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Pelosi cites 'loyalty' to House members in defending Kennedy endorsement

Pelosi cites 'loyalty' to House members in defending Kennedy endorsement
© Bonnie Cash

Speaker Nancy PelosiNancy PelosiLawmakers demand changes after National Guard troops at Capitol sickened from tainted food Andrew Yang condemns attacks against Asian Americans Congress in lockdown: Will we just 'get used to it'? MORE (D-Calif.) on Thursday defended her decision to endorse Rep. Joe KennedyJoseph (Joe) Patrick KennedyFive centrist Democrats oppose Pelosi for Speaker in tight vote LIVE COVERAGE: House votes to name Speaker Government spending bill to include bipartisan energy provisions MORE III over Sen. Ed MarkeyEd MarkeyHillicon Valley: High alert as new QAnon date approaches Thursday | Biden signals another reversal from Trump with national security guidance | Parler files a new case Senators question Bezos, Amazon about cameras placed in delivery vans OVERNIGHT ENERGY: House Democrats reintroduce road map to carbon neutrality by 2050 | Kerry presses oil companies to tackle climate change | Biden delays transfer of sacred lands for copper mine MORE in the Massachusetts Senate Democratic primary, citing her close ties to the Kennedy clan — and her "loyalty" to members of the House caucus.

"I'm serving with him in the House, and I'm a big supporter of people in the House," Pelosi said in a virtual interview with The Washington Post. "You can ask my colleagues. My loyalty is to them."

Pelosi's endorsement of Kennedy, announced just hours earlier, came as a surprise and quickly made waves on Capitol Hill. Not only does Pelosi typically remain neutral — at least publicly — in internal party battles, but she also has a long history of supporting incumbents over challengers regardless of other considerations, even political ideology.

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That blanket support for sitting lawmakers has been adopted also by the party's campaign arm — the Democratic Congressional Campaign Committee (DCCC) — which implemented a controversial new policy this election cycle barring campaign contracts to political firms working for primary challengers.

Party leaders defended that decision, citing the need to maintain control of the House under an adversarial president. But progressives on and off of Capitol Hill howled at the change, arguing it was designed merely to insulate well-heeled establishment lawmakers from lesser-known challengers — and new ideas.

The issue has become a contentious one in recent years with the arrival of a new crop of liberal firebrands, some of whom have bucked the party's unwritten rules by endorsing primary candidates challenging their own colleagues. And some of those progressive lawmakers moved quickly Thursday to highlight Pelosi's decision to enter the Markey-Kennedy race as proof that their own interventions were justified all along.

"No one gets to complain about primary challenges again,” tweeted Rep. Alexandria Ocasio-CortezAlexandria Ocasio-CortezProgressives won't oppose bill over limits on stimulus checks Bipartisan bill would ban lawmakers from buying, selling stocks The Hill's Morning Report - Presented by Facebook - J&J vax rollout today; third woman accuses Cuomo MORE (D-N.Y.), who defeated veteran Rep. Joseph Crowley (D-N.Y.) in a stunning primary upset in 2018. “So @dccc, when can we expect you to reverse your blacklist policy against primary orgs?”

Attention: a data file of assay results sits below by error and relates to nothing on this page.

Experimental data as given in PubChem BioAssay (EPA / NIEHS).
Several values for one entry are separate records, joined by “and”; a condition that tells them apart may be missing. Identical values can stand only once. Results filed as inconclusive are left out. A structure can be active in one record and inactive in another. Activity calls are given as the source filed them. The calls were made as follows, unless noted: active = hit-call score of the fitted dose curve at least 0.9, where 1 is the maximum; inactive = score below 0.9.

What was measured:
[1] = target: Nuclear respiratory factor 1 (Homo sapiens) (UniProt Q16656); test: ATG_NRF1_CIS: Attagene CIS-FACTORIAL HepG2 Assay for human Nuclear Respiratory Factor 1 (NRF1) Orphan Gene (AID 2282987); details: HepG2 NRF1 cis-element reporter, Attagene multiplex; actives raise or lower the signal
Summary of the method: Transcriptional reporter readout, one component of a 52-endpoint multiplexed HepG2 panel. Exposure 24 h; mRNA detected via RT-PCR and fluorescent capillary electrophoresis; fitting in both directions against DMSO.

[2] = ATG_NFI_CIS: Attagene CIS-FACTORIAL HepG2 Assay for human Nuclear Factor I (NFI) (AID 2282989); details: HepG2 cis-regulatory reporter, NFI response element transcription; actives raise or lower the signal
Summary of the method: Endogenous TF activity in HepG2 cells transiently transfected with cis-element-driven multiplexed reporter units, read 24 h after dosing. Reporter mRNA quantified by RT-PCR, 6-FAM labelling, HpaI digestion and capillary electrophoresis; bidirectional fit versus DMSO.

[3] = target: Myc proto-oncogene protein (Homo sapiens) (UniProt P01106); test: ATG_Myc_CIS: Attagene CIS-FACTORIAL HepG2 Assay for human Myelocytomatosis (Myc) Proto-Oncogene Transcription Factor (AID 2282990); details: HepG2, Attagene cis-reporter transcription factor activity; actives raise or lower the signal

Pelosi acknowledged that she doesn't normally jump into primary contests and said she wouldn't have done so in Massachusetts if there was any chance a Republican could pick up the Senate seat.

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"I would probably not be getting engaged in a primary in an election where it could impact whether a Democrat or a Republican could win," she told the Post. "But this will be a Democratic seat, and I feel at peace with the decision."

The Speaker also attributed her decision, in part, to Kennedy's work stumping on the campaign trail in 2018, when Democrats seized the House and returned the gavel to Pelosi after eight years in the minority wilderness.

"That's why so many of our freshmen members are endorsing him as well," she said.

And much of the decision, Pelosi said, was based on the decades-long connection between the Kennedy family and her own. She noted that her father, as mayor of Baltimore, had played a central role in Maryland to elect President John F. Kennedy. And her tenure in the House overlapped with that of Kennedy's father, Joseph Kennedy II (D-Mass.), and his second cousin, Patrick Kennedy (D-R.I.).

"I wasn't too happy with some of the assault that I saw made on the Kennedy family," she said. "And I thought: Joe didn't ask me to do endorse him, but I felt [it] imperative to do so."

Yet Pelosi had also worked for decades with Markey, a liberal firebrand in his own right who was tapped by Pelosi to lead a key House climate committee in 2007 and has since joined Ocasio-Cortez in championing the Green New Deal.

Markey's progressive supporters are up in arms that the same Democratic leader who'd discouraged primary endorsements against establishment incumbents is now siding against a liberal one.

“Pelosi endorsing Kennedy is just evidence that supports @EdMarkey case against dynasty and smoke filled rooms anointing candidates," tweeted Rep. Ro KhannaRohit (Ro) KhannaTexas power grid CEO fired in wake of massive storm outages How to create the next 10 great American tech clusters OVERNIGHT ENERGY: Interior reverses Trump policy that it says restricted science | Collins to back Haaland's Interior nomination | Republicans press Biden environment nominee on Obama-era policy MORE (D-Calif.). "Bold prediction: it will backfire."

The Massachusetts primary is scheduled for Sept. 1.